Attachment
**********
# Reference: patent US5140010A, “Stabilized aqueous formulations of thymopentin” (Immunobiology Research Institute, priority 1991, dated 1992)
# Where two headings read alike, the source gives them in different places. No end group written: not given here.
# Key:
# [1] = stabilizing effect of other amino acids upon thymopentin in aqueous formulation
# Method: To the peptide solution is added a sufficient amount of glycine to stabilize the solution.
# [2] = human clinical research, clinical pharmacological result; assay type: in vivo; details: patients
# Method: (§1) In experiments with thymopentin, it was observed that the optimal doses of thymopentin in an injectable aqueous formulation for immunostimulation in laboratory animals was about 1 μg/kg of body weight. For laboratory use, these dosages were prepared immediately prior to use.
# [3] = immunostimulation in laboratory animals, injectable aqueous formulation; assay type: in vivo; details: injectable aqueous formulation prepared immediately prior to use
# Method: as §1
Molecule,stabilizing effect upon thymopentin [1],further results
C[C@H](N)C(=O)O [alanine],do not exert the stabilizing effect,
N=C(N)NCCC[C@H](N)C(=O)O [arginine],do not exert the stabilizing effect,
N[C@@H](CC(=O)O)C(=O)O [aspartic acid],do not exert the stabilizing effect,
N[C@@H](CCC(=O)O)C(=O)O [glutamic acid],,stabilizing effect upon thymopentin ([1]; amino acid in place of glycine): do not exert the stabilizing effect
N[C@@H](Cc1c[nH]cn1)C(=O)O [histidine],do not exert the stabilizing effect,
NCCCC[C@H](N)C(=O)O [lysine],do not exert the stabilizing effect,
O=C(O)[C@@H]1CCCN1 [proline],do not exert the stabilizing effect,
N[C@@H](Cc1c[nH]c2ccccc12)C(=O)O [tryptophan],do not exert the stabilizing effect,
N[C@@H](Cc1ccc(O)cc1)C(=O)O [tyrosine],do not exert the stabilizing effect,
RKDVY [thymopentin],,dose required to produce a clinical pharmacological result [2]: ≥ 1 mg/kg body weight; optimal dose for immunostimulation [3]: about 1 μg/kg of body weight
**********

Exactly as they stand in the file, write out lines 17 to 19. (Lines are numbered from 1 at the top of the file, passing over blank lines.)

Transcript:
O=C(O)[C@@H]1CCCN1 [proline],do not exert the stabilizing effect,
N[C@@H](Cc1c[nH]c2ccccc12)C(=O)O [tryptophan],do not exert the stabilizing effect,
N[C@@H](Cc1ccc(O)cc1)C(=O)O [tyrosine],do not exert the stabilizing effect,